A few days ago I was at the gym doing cardio, and on the far television to the left a headline caught my attention. The story on TV was about a road rage that ended with someone getting murdered. Thank God I don’t watch the news anymore, but that will be another article. I had a thought of “Damn. That used to be me,” and a weird sensation went through my body. Yes, years ago I used to get into road rage and altercations. No. I never murdered anyone.
Looking back on this, there were several reasons I did this kind of thing. I had a lot of anger inside, and growing up I witnessed my father having road rage and getting in physical confrontations. So as an adult, I emulated his behavior. And I always felt I had to always prove how tough I was as a “man”.
Some of this behavior I learned through the conditioning and programming from my past. And through television and movies, where I observed that “real men” beat up and kill people. It was in my comfort zone. It was my normal.
Looking back on this time in my life, the strangest part of the whole experience was that while I was having road rage, I was posting peace and anti-war stuff on Facebook. Think about that! I’m some kind of angry, cuz I’m running around getting pissed at anyone that does something wrong in traffic, but I’m posting peace stuff on Facebook. That gives me a big belly laugh now. I am extremely grateful that I took to heart and actively practice one of my favorite quotes by a Hero.
“Be the change that you wish to see in the world.”
When I drive now, my wife tells me I drive like an old man. Music to my ears! I love driving in peace, instead of the hell I used to be in with my own thoughts and thinking.
My friend, if there’s anything in your life causing you anger and frustration, it’s time to look inside to see what’s causing it. Heroes that have aspired to change for their higher good know the world doesn’t change—we change. Meaning we change the lens (our mind) we view the world with. I used to believe it was all the other drivers’ fault, when it was me and how I perceived the world.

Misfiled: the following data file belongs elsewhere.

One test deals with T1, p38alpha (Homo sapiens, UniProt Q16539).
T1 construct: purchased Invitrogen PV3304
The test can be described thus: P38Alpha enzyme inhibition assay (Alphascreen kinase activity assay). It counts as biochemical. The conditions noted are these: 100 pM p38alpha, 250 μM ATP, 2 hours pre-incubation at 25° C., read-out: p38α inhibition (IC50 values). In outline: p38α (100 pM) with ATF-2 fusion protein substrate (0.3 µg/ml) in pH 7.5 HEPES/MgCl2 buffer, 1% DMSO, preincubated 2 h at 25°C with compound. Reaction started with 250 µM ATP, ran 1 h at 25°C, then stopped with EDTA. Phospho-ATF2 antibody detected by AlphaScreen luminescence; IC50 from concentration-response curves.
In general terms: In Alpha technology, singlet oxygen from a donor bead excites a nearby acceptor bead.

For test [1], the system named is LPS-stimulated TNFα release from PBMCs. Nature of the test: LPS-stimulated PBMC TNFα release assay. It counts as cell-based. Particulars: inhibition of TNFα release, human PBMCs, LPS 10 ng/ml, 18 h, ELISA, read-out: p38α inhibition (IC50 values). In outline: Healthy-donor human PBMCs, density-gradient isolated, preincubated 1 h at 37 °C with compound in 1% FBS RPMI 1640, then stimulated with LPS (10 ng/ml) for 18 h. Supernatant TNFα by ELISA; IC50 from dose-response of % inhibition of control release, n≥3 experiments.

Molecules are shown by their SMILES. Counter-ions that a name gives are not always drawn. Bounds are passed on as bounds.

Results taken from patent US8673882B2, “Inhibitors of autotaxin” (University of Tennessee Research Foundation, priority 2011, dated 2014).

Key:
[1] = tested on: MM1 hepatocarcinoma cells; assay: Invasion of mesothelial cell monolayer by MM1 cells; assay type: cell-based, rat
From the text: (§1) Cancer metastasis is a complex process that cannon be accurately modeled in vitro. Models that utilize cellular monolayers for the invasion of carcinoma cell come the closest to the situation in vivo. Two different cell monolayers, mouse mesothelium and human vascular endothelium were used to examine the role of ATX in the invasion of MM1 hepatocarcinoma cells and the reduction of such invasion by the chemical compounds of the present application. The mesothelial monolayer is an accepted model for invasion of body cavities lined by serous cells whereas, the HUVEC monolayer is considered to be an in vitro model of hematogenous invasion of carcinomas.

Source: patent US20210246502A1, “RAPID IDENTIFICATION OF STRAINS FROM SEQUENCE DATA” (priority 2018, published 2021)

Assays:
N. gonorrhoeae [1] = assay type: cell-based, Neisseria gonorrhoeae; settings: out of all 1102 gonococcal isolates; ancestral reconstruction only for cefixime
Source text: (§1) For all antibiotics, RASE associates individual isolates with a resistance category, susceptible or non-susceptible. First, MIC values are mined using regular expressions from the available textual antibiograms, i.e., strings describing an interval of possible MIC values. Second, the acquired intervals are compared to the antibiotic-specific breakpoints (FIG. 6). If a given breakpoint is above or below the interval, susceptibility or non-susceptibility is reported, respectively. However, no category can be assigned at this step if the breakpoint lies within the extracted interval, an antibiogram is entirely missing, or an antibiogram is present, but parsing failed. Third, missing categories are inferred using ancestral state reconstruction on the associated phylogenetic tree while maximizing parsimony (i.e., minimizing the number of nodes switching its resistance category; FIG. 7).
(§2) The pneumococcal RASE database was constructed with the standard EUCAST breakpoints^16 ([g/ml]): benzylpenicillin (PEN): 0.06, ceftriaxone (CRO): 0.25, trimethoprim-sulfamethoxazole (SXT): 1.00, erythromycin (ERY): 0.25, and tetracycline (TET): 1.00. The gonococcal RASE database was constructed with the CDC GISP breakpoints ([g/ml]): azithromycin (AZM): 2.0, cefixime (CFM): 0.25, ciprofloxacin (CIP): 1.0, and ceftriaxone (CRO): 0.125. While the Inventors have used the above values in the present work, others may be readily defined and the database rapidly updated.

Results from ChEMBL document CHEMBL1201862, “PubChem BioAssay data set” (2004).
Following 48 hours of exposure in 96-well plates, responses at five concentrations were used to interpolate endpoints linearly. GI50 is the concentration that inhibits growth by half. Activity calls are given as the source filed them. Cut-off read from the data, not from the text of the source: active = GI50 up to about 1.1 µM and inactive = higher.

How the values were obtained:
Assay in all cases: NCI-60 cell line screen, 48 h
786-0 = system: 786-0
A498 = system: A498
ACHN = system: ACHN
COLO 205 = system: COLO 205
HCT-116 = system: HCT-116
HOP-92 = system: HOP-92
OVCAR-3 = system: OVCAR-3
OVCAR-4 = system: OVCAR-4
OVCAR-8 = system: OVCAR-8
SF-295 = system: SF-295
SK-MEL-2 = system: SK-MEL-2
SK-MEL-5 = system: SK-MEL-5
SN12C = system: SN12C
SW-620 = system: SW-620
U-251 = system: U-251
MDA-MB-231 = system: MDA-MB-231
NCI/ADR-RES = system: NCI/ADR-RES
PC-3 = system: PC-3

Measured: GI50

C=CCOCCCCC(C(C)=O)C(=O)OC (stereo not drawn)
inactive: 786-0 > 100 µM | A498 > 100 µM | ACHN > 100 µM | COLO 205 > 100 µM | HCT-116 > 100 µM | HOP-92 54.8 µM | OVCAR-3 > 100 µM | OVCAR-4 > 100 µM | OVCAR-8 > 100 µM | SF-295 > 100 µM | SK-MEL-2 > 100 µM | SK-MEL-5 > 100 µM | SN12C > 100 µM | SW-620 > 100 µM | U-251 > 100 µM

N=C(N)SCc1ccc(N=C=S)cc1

About a year ago, my wife was a victim of road rage. A male driver at a red light punched my wife in the head. I am extremely grateful to tell you that the only thing that was hurt was her feelings, and this situation could have been a lot worse. After a week long search by the police, the man was found and was sentenced to jail. I am very grateful for my reaction when my wife called and told me what had happened. I was stunned, shocked and had a lot of concern for my wife’s wellbeing and had some initial anger, but that went away quickly and I started having compassion for the perpetrator and what he must have gone through in life. I have appreciation in my heart that through grace I didn’t want to get revenge and take care of things myself like I would have wanted to years ago.
This quote by another Hero says it all:
“Returning hate for hate multiplies hate, adding deeper darkness to a night already devoid of stars. Darkness cannot drive out darkness; only light can do that. Hate cannot drive out hate; only love can do that. Hate multiplies hate, violence multiplies violence, and toughness multiplies toughness in a descending spiral of destruction.”
Do you have anger inside and think it’s the world?
Are you emulating behavior you learned has a child?
Did you learn unloving and disempowering behaviors from society?
Did you learn how to be a “man” through the media?
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